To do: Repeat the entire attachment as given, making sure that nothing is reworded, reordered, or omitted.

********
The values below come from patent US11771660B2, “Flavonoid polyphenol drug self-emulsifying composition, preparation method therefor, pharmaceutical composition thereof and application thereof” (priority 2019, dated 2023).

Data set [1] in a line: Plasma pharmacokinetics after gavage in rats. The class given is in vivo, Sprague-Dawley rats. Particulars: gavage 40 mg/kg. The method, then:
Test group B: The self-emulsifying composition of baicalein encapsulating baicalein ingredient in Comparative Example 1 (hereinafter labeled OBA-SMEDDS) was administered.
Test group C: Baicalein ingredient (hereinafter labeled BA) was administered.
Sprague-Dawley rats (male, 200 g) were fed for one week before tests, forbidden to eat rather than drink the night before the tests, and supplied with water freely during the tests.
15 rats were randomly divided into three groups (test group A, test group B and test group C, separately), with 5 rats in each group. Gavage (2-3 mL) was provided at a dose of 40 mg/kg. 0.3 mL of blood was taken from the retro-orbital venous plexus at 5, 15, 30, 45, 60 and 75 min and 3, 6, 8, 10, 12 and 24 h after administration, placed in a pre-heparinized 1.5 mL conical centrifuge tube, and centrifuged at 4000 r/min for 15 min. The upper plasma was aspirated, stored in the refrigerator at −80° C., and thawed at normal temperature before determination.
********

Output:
The values below come from patent US11771660B2, “Flavonoid polyphenol drug self-emulsifying composition, preparation method therefor, pharmaceutical composition thereof and application thereof” (priority 2019, dated 2023).

Data set [1] in a line: Plasma pharmacokinetics after gavage in rats. The class given is in vivo, Sprague-Dawley rats. Particulars: gavage 40 mg/kg. The method, then:
Test group B: The self-emulsifying composition of baicalein encapsulating baicalein ingredient in Comparative Example 1 (hereinafter labeled OBA-SMEDDS) was administered.
Test group C: Baicalein ingredient (hereinafter labeled BA) was administered.
Sprague-Dawley rats (male, 200 g) were fed for one week before tests, forbidden to eat rather than drink the night before the tests, and supplied with water freely during the tests.
15 rats were randomly divided into three groups (test group A, test group B and test group C, separately), with 5 rats in each group. Gavage (2-3 mL) was provided at a dose of 40 mg/kg. 0.3 mL of blood was taken from the retro-orbital venous plexus at 5, 15, 30, 45, 60 and 75 min and 3, 6, 8, 10, 12 and 24 h after administration, placed in a pre-heparinized 1.5 mL conical centrifuge tube, and centrifuged at 4000 r/min for 15 min. The upper plasma was aspirated, stored in the refrigerator at −80° C., and thawed at normal temperature before determination.